Interview: Ellen Page Talks Whip It

You probably know Ellen Page best as the confused teenage mom-to-be from Juno (for which she was nominated for an Oscar), but she’s built up an impressive resume in the past couple years that includes the terrifying Hard Candy, the debacle but box office smash that was X-Men: The Last Stand, Christopher Nolan’s upcoming Inception, and, this weekend’s new release, Whip It. The pint-sized acting dynamo plays Bliss Cavendar, a teen beauty pageant contestant who discovers roller derby and, amidst the rough-and-tumble sisterhood that makes the world up, the identity she’s been searching for. I got to sit down with Ellen this week to discuss the movie and working with first-time director Drew Barrymore on the production.

Cole Haddon: So did you knew how to skate before you got the part of Bliss?

Ellen Page: A little. I wasn't always a good skater, but I could skate.

CH: Then how brutal was the training that you guys went through?

EP: It was just fun, to be honest with you. I trained for three months. I worked with a really awesome derby trainer and simultaneously worked with a physical trainer just to get stronger. I just worked hard, ate well. Went to bed early.

CH: And who had the worst bruises at the end of it all?

EP: I'd say Drew, but she just cheats because she bruises easily.

CH: Speaking of Drew, what was it like working on a female-centric movie with a female director?

EP: I find those gender questions weird, but working with Drew was amazing. That's all I know. She was just tireless, in a way that was inspiring. Here was someone who was in pre-production for their first feature film while also training to be a roller derby star. And she was just always there, always available, and always emotionally present with the material. She just really guided me through everything.

CH: And is it true that she calls you “Small Newman?”

EP: She really does. She calls me Small way more than she calls me Ellen. I don't know if I've been called Ellen since we shot the film. I love it. I have a nickname from Drew Barrymore. I'll live. I love nicknames. It makes me feel loved. It makes me feel less alone in this world.

CH: And was it the role of Bliss Cavendar or the chance to work with Drew that made you want to be a part of Whip It?

EP: First of all, I read the script and loved it, and was really fascinated and excited about this resurgence of roller derby and what that represented for women. And the fact the Drew Barrymore was attached to direct was really thrilling. When I finally met Drew, I was like, "Oh, wow, I definitely want to do this." I was so lucky. This was before Juno, so she saw something in me that she liked. And, I'm honored to be a part of her first film.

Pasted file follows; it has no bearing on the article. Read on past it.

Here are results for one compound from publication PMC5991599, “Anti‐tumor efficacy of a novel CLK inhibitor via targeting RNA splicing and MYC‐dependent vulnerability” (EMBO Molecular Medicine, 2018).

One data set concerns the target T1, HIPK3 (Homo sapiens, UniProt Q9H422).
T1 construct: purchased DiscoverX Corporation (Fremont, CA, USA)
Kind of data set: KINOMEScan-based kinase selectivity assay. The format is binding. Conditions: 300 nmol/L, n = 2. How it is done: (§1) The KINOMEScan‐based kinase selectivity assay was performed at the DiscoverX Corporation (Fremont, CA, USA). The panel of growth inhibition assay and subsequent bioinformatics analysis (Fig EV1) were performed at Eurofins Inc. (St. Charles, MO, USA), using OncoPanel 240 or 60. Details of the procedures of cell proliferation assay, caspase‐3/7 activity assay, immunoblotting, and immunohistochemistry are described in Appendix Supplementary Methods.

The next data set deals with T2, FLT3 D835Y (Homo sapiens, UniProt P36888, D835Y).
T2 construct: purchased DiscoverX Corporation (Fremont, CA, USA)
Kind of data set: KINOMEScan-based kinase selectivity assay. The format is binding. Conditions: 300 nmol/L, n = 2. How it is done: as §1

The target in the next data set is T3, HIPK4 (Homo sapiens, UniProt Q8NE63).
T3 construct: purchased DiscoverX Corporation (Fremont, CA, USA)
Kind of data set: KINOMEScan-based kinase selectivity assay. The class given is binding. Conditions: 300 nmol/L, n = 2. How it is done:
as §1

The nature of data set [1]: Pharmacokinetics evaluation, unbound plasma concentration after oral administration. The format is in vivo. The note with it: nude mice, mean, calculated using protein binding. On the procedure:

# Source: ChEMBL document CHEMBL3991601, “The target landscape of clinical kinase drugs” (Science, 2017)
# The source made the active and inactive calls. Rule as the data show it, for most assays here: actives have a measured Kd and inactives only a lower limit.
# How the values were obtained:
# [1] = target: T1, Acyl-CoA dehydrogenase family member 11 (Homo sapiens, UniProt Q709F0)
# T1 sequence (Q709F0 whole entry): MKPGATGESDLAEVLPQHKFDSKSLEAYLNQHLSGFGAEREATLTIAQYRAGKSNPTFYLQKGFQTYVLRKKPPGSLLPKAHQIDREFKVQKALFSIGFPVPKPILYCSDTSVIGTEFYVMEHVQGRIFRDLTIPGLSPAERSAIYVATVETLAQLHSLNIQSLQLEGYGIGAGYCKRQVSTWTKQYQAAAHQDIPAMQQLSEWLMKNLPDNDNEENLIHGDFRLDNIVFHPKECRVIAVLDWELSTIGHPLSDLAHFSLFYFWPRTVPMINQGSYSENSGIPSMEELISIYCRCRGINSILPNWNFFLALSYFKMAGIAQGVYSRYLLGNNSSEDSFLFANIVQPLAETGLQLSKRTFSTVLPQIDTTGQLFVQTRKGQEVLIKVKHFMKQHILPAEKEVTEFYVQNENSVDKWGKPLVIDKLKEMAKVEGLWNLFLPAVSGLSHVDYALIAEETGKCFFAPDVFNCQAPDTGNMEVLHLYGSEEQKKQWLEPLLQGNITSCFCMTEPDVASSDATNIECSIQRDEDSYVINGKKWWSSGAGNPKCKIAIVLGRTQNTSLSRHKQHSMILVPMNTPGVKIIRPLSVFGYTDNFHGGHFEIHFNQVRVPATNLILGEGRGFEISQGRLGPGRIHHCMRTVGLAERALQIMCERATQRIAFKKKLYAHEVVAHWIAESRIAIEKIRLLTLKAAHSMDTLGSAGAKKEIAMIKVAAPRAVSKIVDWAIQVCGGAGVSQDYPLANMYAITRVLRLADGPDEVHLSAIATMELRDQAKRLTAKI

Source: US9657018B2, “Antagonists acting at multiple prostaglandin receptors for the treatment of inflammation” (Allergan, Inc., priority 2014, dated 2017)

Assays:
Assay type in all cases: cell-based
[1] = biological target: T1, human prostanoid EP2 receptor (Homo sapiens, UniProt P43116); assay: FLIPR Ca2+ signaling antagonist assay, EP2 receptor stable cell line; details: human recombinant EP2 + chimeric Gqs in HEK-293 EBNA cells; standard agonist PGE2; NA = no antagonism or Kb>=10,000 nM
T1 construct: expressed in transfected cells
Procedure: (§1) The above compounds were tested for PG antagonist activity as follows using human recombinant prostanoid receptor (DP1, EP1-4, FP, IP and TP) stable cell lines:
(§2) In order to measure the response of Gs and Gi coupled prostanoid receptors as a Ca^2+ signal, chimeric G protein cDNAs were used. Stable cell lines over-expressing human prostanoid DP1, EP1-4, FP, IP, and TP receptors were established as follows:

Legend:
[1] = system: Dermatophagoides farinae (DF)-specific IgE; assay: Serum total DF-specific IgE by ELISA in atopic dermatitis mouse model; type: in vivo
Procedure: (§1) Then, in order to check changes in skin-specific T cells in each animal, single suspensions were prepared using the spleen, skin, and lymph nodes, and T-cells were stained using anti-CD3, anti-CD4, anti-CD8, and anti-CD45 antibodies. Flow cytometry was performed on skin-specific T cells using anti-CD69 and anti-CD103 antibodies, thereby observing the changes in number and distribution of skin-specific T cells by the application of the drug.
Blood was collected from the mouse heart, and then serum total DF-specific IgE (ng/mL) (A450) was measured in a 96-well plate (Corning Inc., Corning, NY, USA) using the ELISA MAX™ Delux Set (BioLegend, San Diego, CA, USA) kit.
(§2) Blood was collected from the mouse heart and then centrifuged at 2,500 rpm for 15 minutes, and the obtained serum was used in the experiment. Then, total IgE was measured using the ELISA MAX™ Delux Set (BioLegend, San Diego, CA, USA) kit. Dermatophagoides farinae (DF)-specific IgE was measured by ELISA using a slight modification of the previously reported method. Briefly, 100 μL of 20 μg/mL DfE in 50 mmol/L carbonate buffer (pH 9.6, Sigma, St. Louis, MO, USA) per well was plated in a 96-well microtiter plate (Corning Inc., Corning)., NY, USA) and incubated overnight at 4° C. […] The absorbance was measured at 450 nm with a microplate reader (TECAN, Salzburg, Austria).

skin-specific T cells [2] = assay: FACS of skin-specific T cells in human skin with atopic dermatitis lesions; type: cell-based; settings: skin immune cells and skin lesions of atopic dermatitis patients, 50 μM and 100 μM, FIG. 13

CH: Whip It tackles both the pageant and the derby worlds, which couldn’t be more different. Did you enjoy both aspects of the project?

EP: Yeah. What I liked about it is that Bliss was by no means evilly forced into the pageant world. She loved that that allowed her a connection with her mother, and she liked to make her mother happy. It just obviously wasn't what was igniting a passionate fire within her. Then when she discovers derby, that's the thing she connects with, and that's the thing that allows her to come out of her shell, establish a sense of confidence, develop a sense of sexuality and really be in touch with herself, in a way she'd never felt before. That was a really nice transition to explore.

What I really loved about how Drew handled the pageant aspect of it was that she didn't do that overly tacky, judgmental way of approaching it because a lot of people probably feel about pageants the way Bliss feels about derby. I didn't want it to seem like we were being really judgey about it. I wanted to show respect towards that.

CH: Last question. When Bliss discovers roller derby, she finds her place, her tribe. When you found acting, was it anything like that for you?

EP: Yeah, it was something I fell in love with, and I'm still very, very in love with it. But I don't attach myself with it so much. I adore it, and I'm so grateful to do it as my job, but there are other things that I really love. I don't want to become unhealthily attached to what I do. I'm grateful for what I do, but I also want to be able to be OK when I'm not doing it.